The conclusion: the effects of high-capacity magazine bans would be negligible, at best. Municipalities with such bans, Washington D.C. and Chicago, for example, are riddled with gun violence. If mass shootings are what the marchers are genuinely worried about, they would find that most mass shooters prefer to use multiple guns. The Pulse shooting, the Texas Tower shooting, the Las Vegas shooting, the Columbine shooting, all involved multiple firearms to inflict damage. In the case of Columbine, not a single large-capacity magazine was used. High-capacity magazine bans would most likely have the opposite of the desired effect because criminals would further be incentivized to diversify their arsenal than buy high-capacity magazines.

3. “Closing the loophole in our background check law that allows dangerous people who shouldn’t be allowed to purchase firearms to slip through the cracks and buy guns online or at gun shows. 97 percent of Americans support closing the current loopholes in our background check system… A background check should be required on every gun sale, no exceptions.”

For starters, John Lott, President of the Crime Research Prevention Center, found “there is no real scientific evidence among criminologists and economists that background checks actually reduce crime.”  

Even so, there is one glaring issue with this last point: there is no loophole. Federal law requires an individual to undergo a background check when purchasing a gun from a firearms dealer, at a gun show, or over the internet.

The March for Our Lives also cites a Harvard survey that says “22 percent of gun sales in this country take place without a background check.” I am old enough to remember when Obama and Clinton were touting around a survey that claimed 40% of all gun sales do not involve a background check, so this information seems awfully unreliable, and if it isn’t, it proves there is not a need for more legislation in the matter because background checks increase the input costs of providing firearms to the public, which increases the general price of firearms across the board.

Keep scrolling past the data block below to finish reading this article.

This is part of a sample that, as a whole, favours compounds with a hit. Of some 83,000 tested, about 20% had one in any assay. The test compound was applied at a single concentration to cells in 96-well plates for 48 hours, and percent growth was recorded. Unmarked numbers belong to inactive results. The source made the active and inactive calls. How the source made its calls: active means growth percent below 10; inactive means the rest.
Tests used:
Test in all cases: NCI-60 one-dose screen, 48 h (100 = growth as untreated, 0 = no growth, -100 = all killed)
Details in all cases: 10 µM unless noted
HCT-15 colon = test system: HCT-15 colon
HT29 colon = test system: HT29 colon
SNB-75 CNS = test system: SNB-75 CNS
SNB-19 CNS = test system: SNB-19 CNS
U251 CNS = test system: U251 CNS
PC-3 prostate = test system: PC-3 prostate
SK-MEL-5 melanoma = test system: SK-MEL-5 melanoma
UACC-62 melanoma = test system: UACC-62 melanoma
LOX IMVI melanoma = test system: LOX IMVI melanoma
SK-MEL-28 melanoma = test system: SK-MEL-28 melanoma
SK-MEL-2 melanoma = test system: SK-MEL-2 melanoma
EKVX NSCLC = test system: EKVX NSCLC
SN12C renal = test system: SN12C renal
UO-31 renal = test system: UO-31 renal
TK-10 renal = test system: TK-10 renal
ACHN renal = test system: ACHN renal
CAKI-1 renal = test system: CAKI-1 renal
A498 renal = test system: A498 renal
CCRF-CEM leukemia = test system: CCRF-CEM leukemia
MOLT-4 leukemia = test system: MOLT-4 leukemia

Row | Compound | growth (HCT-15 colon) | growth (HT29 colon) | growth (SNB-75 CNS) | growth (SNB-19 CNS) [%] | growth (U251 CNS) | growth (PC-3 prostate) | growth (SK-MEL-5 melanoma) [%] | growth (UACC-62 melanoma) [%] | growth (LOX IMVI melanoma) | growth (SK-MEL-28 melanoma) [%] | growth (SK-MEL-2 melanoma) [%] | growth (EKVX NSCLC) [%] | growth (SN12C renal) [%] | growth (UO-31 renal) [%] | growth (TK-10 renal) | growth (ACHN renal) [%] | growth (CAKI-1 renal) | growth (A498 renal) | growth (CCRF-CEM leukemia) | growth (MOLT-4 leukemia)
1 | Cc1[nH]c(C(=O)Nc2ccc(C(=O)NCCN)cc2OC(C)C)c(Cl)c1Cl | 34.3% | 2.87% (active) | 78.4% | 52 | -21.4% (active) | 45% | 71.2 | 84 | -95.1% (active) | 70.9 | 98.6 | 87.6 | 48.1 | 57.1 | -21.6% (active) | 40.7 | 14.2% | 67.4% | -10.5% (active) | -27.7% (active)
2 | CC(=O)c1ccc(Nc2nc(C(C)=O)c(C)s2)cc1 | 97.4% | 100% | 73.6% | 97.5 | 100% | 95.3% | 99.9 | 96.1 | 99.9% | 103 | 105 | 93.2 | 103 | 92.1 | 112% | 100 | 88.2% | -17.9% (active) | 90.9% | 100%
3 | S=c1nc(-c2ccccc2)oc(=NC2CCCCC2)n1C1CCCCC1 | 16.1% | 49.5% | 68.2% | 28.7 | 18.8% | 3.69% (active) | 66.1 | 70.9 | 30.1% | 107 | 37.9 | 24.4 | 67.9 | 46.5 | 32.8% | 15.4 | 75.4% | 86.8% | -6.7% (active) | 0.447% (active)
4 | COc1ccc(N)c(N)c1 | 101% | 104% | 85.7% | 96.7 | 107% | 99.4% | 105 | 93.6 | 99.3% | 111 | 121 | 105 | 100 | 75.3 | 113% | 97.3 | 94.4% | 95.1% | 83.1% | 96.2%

The left can’t seem to wrap their head around how important guns are to the average American family. As Dana Loesch said, “they want the federal government to treat every single American as a federal firearms dealer, meaning they would have to establish a national, quasi-registry (current law prevents the federal government from compiling a registry-based off of the NICS information) to make it work.”

I am glad 97% of Americans would be committed to closing loopholes if they exist, so let’s close the prodigious loopholes in enforcing gun laws. Amidst 45 warnings to the Broward Sheriff’s’ Department and the FBI, the Parkland shooter was able to get his hands on a firearm. The FBI had the opportunity to step in and prevent him from doing so, but did not. Yet, when avoidable tragedy happens, we do not properly hold law enforcement accountable. We failed to hold the Obama Administration accountable for not reporting felony convictions to the NCIS database, which bars criminals from buying guns, and for only prosecuting 44 of 48,000 felons who attempted to buy firearms in 2010.  

Enough is enough. Americans have had enough of the cries for gun control, and they’ve had enough of the FBI refusing to take responsibility for their inaction. Instead of marching for the right reasons, this group of individuals will waste their Saturday screaming bloody murder at every individual who disagrees with their agenda while advocating for a less violent culture.

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About Bradley Devlin

University of California, Berkeley

Bradley Devlin is a student at the University of California Berkeley studying Political Economics and serves as the President of the Berkeley College Republicans.